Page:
Children and the poor will be hardest hit by unprecedented weak growth in living standards that will see households £5,000 a year worse off than previously expected, a report warns today.
The Institute for Fiscal Studies (IFS) has said, based on the Office for Budget Responsibility (OBR)’s forecast, that median household income will not grow at all for the next two years and will be just 4% higher in five years’ time than it is now.
According to the independent think-tank, this would mean household income in 2021–22 will be 18% lower than could “reasonably” have been expected in 2007–08.
However according to the research, not everyone will be hit equally.
Pensioners will see their income rise twice as fast as the rest of the population, with average pensioner income to be 24% higher than it was in 2007–08.
But low-income households with children are projected to fare the worst with Conservative cuts to working-age benefits leading to a rise in absolute child poverty from from 27.5% in 2014–15 to around 30% in 2021–22.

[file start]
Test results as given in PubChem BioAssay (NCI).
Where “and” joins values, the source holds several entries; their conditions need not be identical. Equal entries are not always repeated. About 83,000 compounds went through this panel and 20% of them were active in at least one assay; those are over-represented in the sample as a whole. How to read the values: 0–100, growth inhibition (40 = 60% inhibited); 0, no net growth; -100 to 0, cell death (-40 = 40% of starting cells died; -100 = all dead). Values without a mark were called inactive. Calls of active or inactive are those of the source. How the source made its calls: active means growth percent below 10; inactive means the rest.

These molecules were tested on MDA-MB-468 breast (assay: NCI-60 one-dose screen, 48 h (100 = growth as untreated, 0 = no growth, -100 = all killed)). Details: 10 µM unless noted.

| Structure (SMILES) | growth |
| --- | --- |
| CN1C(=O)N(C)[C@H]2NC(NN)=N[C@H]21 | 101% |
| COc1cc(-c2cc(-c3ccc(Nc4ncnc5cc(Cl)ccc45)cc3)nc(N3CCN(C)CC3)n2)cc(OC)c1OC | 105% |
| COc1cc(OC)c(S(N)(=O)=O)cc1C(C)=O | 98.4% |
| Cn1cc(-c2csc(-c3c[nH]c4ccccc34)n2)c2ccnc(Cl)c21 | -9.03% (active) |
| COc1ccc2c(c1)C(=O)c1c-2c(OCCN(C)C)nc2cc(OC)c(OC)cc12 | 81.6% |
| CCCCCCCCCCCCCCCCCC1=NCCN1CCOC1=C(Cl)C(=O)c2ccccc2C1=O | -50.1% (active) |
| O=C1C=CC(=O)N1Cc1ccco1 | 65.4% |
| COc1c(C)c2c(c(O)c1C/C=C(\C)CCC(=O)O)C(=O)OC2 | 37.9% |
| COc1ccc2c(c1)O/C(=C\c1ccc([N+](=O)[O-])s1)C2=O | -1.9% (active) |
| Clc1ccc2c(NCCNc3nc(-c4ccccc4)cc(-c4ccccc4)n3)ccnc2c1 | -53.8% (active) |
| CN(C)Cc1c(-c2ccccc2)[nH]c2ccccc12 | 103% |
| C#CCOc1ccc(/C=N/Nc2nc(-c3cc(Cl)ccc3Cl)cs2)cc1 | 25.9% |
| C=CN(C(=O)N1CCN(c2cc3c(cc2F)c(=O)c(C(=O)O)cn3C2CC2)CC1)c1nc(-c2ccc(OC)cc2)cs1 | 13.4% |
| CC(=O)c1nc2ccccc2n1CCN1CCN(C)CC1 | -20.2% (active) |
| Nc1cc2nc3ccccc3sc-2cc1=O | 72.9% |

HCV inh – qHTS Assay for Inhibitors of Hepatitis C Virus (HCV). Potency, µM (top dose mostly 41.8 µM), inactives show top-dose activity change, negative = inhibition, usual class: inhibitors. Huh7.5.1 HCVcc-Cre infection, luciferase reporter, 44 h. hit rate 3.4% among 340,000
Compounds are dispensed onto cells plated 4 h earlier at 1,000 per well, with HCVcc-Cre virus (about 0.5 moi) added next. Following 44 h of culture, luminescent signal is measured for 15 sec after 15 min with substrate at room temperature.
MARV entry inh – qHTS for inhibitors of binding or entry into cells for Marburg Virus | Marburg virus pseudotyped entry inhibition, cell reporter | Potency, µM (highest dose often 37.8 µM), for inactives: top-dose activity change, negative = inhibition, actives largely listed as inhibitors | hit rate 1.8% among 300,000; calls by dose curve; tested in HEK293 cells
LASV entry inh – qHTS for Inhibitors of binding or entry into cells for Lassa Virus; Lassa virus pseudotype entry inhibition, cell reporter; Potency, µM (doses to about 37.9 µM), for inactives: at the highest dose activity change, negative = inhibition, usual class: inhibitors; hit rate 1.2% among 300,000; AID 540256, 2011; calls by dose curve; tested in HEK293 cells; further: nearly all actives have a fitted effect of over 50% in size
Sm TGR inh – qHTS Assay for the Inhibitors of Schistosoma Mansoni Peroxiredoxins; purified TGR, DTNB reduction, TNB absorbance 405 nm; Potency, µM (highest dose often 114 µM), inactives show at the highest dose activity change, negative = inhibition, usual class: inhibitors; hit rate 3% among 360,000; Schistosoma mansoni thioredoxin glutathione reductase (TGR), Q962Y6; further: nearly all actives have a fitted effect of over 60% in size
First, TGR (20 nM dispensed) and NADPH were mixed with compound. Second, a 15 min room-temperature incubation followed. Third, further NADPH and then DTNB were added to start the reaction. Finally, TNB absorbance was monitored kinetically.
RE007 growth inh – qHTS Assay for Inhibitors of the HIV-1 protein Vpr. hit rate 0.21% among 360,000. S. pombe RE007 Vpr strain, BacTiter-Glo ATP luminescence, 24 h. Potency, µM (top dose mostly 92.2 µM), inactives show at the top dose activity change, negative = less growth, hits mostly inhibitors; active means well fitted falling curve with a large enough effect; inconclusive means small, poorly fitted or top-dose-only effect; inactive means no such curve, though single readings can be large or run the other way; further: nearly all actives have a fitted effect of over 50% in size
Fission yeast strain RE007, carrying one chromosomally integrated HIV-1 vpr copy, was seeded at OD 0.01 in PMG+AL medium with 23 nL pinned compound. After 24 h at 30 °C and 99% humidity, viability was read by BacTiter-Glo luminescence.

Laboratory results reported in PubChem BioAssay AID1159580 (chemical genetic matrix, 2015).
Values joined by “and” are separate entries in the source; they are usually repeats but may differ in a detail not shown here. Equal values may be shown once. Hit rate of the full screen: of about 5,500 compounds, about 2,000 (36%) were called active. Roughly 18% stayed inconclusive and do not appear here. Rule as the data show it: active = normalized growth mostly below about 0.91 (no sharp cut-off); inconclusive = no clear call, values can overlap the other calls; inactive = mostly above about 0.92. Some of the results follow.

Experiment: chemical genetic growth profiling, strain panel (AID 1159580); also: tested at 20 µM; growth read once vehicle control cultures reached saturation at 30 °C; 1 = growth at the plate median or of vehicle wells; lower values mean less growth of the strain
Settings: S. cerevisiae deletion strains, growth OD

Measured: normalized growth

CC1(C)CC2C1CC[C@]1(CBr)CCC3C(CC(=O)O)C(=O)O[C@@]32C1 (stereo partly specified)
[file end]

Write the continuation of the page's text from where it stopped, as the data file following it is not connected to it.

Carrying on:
Tom Waters, an author of the report and a Research Economist at the IFS, said the “long shadow cast by the financial crisis” has not have receded.
“Average incomes in 2021–22 are still projected to be £5,000 a year lower than we might have reasonably expected back in 2007–08,” he said.
And Andrew Hood, an author of the report and a Senior Research Economist at IFS, added that weak earnings growth combined with planned benefit cuts means that the absolute poverty rate among children is projected to be roughly the same in 2021–22 as it was back in 2007–08. In the decade before that, it fell by a third.
“Tax and benefit changes planned for this parliament explain all of the projected increase in absolute child poverty between 2014–15 and 2021–22,” he said.
Liberal Democrat Shadow Chancellor Susan Kramer accused Theresa May of “willfully reducing British economic growth by pushing for a hard and brutal Brexit”.
“With the upcoming Budget the government have a chance to change course. For all the talk about the ‘just about managing’ we have seen no real help for them. It is time for the government to act,” she said.
“I don’t think it’s justifiable, when so many people are tightening their belts, to say multi-millionaire pensioners still receive universal benefits across the board.
“There is already inter-generational tension and that will increase as the fundamental unfairness between the generations grow.”